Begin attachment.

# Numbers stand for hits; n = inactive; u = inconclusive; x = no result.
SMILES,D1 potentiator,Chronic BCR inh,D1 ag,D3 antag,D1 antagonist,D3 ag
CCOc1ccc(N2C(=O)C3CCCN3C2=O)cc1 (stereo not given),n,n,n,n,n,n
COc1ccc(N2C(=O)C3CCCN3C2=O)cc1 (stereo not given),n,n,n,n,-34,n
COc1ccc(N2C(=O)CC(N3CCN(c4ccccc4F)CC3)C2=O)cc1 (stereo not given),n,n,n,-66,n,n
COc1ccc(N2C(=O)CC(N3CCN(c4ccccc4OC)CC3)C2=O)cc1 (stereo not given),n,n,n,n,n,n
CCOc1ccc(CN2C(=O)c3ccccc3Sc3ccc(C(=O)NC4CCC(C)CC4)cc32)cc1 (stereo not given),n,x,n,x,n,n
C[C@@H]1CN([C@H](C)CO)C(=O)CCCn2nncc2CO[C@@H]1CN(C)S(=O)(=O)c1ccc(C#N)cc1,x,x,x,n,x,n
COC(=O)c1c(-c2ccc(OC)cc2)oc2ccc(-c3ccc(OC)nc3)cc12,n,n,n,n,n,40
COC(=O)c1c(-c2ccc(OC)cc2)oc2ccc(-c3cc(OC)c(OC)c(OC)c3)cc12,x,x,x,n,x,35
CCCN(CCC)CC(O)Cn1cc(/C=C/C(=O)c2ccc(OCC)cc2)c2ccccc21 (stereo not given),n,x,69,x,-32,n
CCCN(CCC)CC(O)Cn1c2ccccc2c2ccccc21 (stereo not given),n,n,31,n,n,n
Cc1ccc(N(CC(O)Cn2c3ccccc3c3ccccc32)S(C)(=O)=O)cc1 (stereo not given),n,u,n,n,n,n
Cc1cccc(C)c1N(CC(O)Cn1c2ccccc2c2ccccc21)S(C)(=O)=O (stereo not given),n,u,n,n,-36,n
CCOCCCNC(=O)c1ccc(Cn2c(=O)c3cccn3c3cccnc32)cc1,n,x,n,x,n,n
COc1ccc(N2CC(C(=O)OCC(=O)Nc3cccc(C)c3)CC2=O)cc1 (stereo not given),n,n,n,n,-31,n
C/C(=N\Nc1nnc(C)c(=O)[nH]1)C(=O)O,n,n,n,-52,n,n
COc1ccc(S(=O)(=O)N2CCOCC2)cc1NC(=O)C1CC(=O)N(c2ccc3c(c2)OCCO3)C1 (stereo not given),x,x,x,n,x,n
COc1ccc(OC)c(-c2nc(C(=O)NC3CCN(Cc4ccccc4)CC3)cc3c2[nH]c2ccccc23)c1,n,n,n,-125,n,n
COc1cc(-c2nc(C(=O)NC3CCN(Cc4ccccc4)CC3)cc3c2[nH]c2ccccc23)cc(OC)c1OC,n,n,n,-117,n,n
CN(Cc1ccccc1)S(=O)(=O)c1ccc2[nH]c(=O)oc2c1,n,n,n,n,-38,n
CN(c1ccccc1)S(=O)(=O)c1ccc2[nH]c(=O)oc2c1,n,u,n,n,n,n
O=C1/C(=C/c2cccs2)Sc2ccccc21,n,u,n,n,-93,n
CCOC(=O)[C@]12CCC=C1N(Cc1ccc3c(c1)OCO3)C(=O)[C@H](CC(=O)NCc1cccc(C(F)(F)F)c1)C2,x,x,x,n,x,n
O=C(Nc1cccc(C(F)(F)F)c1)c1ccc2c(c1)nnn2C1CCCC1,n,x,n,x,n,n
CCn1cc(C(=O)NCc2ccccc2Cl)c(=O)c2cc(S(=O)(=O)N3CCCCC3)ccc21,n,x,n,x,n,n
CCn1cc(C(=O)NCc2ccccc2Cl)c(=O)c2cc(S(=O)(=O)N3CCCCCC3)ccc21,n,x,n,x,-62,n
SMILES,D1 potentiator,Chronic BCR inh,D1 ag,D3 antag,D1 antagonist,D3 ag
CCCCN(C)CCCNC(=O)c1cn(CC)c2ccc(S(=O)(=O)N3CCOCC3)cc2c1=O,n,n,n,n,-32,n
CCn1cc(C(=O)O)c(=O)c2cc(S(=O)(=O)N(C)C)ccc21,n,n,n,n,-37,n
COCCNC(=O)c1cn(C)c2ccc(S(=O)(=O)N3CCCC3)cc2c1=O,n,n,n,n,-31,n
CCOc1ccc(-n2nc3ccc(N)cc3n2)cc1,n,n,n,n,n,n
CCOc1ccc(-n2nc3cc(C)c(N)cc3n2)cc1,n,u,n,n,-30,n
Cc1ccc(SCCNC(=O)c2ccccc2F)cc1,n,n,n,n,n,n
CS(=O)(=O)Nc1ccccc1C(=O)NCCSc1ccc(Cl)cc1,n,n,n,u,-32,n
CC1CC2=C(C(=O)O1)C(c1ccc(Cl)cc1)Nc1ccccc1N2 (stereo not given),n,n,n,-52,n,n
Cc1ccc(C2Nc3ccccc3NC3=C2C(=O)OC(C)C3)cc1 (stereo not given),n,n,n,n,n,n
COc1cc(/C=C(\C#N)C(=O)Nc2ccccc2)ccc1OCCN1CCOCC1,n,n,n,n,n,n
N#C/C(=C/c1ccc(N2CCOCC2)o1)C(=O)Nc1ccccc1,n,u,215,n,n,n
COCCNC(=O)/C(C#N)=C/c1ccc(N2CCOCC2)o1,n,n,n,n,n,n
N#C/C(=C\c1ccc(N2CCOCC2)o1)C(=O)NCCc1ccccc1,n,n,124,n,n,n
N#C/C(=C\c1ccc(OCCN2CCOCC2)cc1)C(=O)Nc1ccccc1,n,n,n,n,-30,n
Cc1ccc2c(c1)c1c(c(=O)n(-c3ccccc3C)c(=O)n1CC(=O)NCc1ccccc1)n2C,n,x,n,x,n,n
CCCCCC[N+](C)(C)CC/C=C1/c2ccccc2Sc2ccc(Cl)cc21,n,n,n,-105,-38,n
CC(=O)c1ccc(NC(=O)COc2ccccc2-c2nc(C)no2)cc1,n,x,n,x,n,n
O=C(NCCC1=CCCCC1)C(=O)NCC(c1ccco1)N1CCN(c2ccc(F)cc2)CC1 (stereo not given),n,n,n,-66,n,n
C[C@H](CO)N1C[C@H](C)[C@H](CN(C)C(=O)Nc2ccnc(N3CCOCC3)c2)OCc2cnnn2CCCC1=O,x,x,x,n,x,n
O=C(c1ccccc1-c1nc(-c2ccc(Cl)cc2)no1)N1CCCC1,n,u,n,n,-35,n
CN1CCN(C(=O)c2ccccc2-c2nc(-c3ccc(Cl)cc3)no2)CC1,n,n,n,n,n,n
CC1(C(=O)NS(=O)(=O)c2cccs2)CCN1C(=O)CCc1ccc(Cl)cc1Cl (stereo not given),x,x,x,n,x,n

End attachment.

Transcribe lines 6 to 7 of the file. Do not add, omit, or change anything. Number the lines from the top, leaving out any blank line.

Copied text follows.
COc1ccc(N2C(=O)CC(N3CCN(c4ccccc4OC)CC3)C2=O)cc1 (stereo not given),n,n,n,n,n,n
CCOc1ccc(CN2C(=O)c3ccccc3Sc3ccc(C(=O)NC4CCC(C)CC4)cc32)cc1 (stereo not given),n,x,n,x,n,n